Thompson: Jury is still out on Obama’s Cuba policy

Bankole Thompson
The Detroit News

This week, Barack Obama became the first sitting U.S. president to visit Cuba in almost 90 years, a move some have hailed as crucial to the lifting of restrictions between the United States and the Latin American nation.

Obama deserves credit for pushing to end some of the decades-long U.S. restrictions on Cuba that have severely impacted the communist nation’s ability to do business in this country.

But Obama’s history-making visit will not change living conditions for the majority of the 11 million Cubans who today live in abject poverty. CNN reported this week that the average monthly salary in Cuba is $20.

As long as Cuba remains under the strong autocratic rule of Gen. Raul Castro, who took over from his ailing brother Fidel Castro, and political prisoners and human rights activists languish in jail, and religious institutions are suppressed, the lifting of the U.S. embargo won’t do much.

Yes, it makes sense for Cuban-Americans and tourists to travel to the island and for U.S. corporations to open dialogue around the possibilities of trade. But the people of Cuba need more than tourism and prospective trading partnerships to lift them from the shackles of longstanding poverty and misery.

“I would like to see the United States make certain demands of the Cuban government. Among them are some basic civil rights like freedom of speech, freedom of the press, freedom of religion,” said Mariano Pallares, a Cuban-American and former professor of Latin American affairs at Oakland University. “Obama’s trip is rubbing salt on an open wound, a wound that won’t heal until Cuba is free again.”

Pallares said the notion that trade with the United States will help Cuba is a pipe dream.

“Cuba has been doing business with most of the world including power houses like France and Germany, yet the Cubans have not benefited from this economic bonanza,” Pallares said. “Reason is that all the money entering Cuba goes directly into government coffers and the government then pays the Cubans in Cuban peso, the worthless currency. The system is not only broken, it is immoral. Cubans are virtually slaves of the state.”

Omar Hernandez, the owner of Mexican Town Bakery and Armando’s Mexican Restaurant in southwest Detroit, said while there are positives in removing some restrictions, there is work to be done.

“I think what Obama did is a good thing and it is going to help businesses in the U.S. But I don’t know how much it will help the people of Cuba,” Hernandez said. “Cuban doctors, for example, get paid an average salary of $50 per month. That is part of the problem.”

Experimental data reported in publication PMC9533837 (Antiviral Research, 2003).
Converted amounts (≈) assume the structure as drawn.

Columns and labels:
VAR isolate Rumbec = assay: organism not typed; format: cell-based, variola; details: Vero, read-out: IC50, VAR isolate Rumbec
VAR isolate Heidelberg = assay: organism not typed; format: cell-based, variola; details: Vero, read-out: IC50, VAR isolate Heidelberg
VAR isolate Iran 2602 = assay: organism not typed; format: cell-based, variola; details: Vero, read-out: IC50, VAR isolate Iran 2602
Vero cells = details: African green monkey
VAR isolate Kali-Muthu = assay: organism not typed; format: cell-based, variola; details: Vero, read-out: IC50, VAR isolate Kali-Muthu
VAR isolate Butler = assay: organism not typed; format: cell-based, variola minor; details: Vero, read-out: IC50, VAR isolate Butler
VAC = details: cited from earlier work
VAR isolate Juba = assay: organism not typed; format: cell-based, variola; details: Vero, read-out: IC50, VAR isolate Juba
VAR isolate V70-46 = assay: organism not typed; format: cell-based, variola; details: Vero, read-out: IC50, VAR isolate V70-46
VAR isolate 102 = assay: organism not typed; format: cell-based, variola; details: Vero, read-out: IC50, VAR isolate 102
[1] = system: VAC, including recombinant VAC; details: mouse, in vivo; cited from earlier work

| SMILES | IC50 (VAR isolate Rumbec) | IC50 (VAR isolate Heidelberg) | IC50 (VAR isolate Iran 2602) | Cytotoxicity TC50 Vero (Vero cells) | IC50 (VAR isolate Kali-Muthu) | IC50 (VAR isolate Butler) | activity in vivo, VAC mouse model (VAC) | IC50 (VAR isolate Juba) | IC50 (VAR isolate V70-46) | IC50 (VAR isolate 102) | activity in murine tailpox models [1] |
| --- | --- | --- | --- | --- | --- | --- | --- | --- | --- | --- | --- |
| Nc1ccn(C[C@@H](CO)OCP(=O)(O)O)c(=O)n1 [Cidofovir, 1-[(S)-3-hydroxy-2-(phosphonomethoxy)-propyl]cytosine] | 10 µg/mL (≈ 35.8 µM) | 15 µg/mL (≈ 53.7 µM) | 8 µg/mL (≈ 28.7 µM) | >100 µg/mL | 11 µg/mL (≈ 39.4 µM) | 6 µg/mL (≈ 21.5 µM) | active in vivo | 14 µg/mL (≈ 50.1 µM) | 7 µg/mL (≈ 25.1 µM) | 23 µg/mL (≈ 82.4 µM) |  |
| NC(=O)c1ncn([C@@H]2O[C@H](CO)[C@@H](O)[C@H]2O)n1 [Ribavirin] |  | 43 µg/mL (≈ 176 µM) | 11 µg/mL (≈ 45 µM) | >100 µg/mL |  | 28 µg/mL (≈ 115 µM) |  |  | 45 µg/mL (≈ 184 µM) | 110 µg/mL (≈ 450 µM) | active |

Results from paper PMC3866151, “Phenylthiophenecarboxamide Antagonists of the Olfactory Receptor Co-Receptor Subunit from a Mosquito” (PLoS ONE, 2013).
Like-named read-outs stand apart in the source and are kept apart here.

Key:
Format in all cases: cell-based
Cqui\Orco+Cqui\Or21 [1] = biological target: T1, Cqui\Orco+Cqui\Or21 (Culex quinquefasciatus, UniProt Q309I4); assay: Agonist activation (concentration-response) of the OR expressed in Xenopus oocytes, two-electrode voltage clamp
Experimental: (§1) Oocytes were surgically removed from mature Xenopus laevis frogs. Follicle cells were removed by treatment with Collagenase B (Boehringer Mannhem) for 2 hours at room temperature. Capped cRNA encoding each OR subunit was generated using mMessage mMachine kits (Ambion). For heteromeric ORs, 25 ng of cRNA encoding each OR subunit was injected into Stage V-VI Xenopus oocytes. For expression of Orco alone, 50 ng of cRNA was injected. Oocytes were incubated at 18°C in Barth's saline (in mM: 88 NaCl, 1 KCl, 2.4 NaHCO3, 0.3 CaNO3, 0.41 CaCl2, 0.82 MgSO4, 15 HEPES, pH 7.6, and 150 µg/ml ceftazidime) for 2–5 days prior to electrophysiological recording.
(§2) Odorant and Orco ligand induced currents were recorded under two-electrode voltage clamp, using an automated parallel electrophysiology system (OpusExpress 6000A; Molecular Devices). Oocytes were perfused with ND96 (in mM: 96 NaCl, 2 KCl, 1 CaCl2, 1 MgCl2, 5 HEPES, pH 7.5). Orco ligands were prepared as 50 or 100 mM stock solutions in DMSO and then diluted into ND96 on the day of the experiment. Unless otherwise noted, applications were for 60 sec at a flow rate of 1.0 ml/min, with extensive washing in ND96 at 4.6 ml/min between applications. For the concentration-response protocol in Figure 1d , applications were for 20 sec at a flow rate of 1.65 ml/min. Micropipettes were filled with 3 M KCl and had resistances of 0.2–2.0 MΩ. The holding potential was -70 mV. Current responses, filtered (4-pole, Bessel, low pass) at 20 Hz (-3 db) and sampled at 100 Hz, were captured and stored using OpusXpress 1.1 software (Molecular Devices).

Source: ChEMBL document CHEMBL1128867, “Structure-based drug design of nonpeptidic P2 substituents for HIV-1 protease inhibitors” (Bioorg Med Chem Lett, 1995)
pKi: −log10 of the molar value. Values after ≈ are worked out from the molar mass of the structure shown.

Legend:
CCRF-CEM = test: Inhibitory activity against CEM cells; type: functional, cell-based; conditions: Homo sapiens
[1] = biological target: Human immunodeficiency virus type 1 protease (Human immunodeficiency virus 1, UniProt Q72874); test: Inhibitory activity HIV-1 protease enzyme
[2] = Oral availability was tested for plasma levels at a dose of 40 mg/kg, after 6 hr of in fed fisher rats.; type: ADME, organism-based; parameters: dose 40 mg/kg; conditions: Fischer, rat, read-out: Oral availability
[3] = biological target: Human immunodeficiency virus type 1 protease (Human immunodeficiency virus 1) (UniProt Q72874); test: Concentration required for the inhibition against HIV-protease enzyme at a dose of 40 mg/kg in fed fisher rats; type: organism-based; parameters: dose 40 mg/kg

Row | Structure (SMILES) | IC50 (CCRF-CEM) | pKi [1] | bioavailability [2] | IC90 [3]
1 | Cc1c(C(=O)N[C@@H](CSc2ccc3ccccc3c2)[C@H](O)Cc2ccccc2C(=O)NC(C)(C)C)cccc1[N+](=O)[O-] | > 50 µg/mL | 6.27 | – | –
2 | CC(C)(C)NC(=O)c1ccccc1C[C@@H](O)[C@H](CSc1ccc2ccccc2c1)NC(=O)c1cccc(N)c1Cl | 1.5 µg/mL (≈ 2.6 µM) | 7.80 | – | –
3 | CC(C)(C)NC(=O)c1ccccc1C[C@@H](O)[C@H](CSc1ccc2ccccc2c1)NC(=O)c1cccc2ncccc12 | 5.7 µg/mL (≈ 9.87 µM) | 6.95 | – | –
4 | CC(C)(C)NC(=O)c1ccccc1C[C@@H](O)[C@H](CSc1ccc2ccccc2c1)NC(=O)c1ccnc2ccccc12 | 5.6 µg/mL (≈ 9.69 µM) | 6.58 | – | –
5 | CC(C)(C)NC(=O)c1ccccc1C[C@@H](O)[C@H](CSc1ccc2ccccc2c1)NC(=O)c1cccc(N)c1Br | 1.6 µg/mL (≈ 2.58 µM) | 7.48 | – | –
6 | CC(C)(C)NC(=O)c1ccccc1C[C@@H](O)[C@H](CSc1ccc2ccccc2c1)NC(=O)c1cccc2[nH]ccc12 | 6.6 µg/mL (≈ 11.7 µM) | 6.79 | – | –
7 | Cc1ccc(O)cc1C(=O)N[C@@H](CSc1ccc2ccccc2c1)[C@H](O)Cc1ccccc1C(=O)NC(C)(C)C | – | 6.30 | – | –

Private employment also has grown to 11 percent of the island’s population, Hernandez warned.

“We have people in Cuba who work for private companies, but they are still getting paid low wages in Cuban currency,” Hernandez argued. “Before you used to pay $6 an hour to use the Internet in Cuba, now it will cost you $2 an hour. How can you afford an Internet service if you are getting paid $20 per month? Also, what kind of incentive is there to struggle and work hard if you are going to be paid below minimum wage?”

Carlos Carmona, a private jeweler whose clients include celebrities, said Cuba should have to make some changes before the Obama administration further lifts restrictions.

“We have to have a counterbalance and demand change from the Cuban government,” Carmona said. “The people in Cuba need to have unfettered access to the Internet. There should be free and fair elections. All of these should be negotiated because if it stays the way it is, it is going to be a disaster and the Cuban people will be very upset with us.”

Carmona said he is excited about the possibility of taking his wife and children to Cuba.

“I always thought about taking my family to my birthplace. Now I would love to take my wife and son and show them the country,” Carmona said. “I know my parents and elders would disagree with me because of what they’ve experienced in the past in Cuba, but that is how I feel as part of the younger generation.”

Pallares, the Latin American expert, said the new U.S.-Cuba policy remains a divided issue in America’s Cuban-American community, especially in southeast Michigan.

“It stands to reason that the older Cubans know the political and historical factors in depth, while the younger Cubans are typical of their generation and tend to be uninformed and idealistic without a grasp of what the previous generation had to go through,” Pallares said. “They are more seduced by the fantasies of vintage cars, romantic faraway places, rum and Havana cigars.”

All three Cuban-Americans say while they’ve closely followed Obama’s unprecedented visit, the only way forward for Cuba now is for the White House to put pressure and to engage in intense diplomatic negotiations with the government in Havana for some serious concessions that would allow the people of Cuba to economically thrive.


Bankole Thompson is host of “Redline with Bankole Thompson,” on WDET-101.9 FM at 11 a.m. Thursdays. His column appears Thursdays.